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Native Hawaiian leaders take a stand against the world’s ‘next gold rush

Published date: 15-Dec-2023

HONOLULU (HawaiiNewsNow) - An uproar over deep sea mining erupted Thursday — just as a ship that’s been looking for rare metals stops in Hawaii.

The company that owns the ship says it’s following international laws and working with scientists, but some Native Hawaiian leaders are taking a stand against it.

They say deep sea mining has been called the “next gold rush” of the planet and now it’s sparked new awareness of a movement called “A’ole Deep Sea Mining.”

A’ole is the Hawaiian word for no.

On Thursday morning, Native Hawaiian leaders and members of the the Polynesian Voyaging Society, including Nainoa Thompson and Archie Kalepa, issued a call to action against companies extracting minerals from the deep sea floor in the Pacific Ocean.

“I speak to the powers that engage in deep sea mining, ‘You do not have our permission,’” said Kumu Hinaleimoana Wong, a Native Hawaiian cultural leader.

“The problem with the deep sea mining is another massive layer of insult, damage and hurt to the ocean which is every time we hurt the ocean we hurt ourselves,” added Nainoa Thompson, president of Polynesian Voyaging Society.

Thursday’s event was put to together quickly — after deep sea mining ship, The Hidden Gem, could be seen from shore. The Metals Company, which is headquartered in Canada, is working with the ship that’s owned and operated by AllSeas in the Netherlands.

A spokesman says it’s doing research and came to Hawaiian waters for a crew change.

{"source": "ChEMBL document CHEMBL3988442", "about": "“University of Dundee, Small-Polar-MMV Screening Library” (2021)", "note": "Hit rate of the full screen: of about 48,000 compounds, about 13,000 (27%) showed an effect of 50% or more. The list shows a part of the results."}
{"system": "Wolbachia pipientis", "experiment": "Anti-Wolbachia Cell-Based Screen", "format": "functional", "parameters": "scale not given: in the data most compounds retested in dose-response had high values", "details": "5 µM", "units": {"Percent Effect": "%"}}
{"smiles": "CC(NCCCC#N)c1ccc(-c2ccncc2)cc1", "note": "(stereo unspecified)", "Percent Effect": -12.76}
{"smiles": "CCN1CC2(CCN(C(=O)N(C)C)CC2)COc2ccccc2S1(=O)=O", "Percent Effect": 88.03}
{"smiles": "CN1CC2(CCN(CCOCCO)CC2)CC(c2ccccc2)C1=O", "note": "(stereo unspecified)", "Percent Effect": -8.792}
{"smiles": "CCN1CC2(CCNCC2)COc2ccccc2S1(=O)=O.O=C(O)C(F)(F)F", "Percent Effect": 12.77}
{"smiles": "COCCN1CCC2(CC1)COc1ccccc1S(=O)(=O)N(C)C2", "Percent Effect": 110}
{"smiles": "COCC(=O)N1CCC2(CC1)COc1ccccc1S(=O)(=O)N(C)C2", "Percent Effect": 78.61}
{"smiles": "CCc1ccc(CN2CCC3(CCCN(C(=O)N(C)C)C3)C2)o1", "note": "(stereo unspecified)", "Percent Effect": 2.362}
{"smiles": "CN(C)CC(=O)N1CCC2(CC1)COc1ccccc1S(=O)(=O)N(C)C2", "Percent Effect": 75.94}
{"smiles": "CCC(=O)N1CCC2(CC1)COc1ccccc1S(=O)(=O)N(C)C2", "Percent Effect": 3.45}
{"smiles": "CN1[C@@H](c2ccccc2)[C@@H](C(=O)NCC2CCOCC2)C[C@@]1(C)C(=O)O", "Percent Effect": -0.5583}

“They have machines that are ten times the size of this tent with grading and collecting arms that absolutely dredges up the ocean,” said Soloman Kahoohalahala, native Hawaiian elder of the Papahānaumokuākea Marine National Monument Advisory Council.

“This isn’t just about picking up some rocks from the bottom ocean, this is about our spiritual connections to the oceans,” added Brittany Kamai, campaign organizer of Aole Deep Sea Mining.

The Metals Company is seeking international regulatory approval to to start commercial mining in 2025 in an area called the Clarion-Clipperton Zone between Hawaii and Mexico.

It’s an area larger than the continental U.S.

“The sediment is discharged through the diffusers. The diffusers are used to slow down the flow of sediment,” said a marketing video for The Metals Company.

“These nodules contain high grades of nickel, copper, and cobalt and manganese and they are the base imports for all the infrastructure that we depend on,” Gerard Barron, CEO of The Metals Company told Hawaii News Now.

Barron says the company hopes to harvest about 125,000 tons of nickel and 90,000 of copper.

HNN asked if the process involves blasting or sucking under the ocean.

“What it involves is blasting a jet of water to the nodule to lift it up,” said Barron. “In this part of the ocean floor, there isn’t much to impact to begin with.”

He added, “There’s a lot of extreme activists who like to suggest about the potential impacts.” Last month, there was a clash between Greenpeace and those on board The Metal Company’s research vessel, MC Coco.

Hawaii Congressman Ed Case introduced legislation earlier this year calling for a moratorium on deep sea mining until the impacts can be better understood.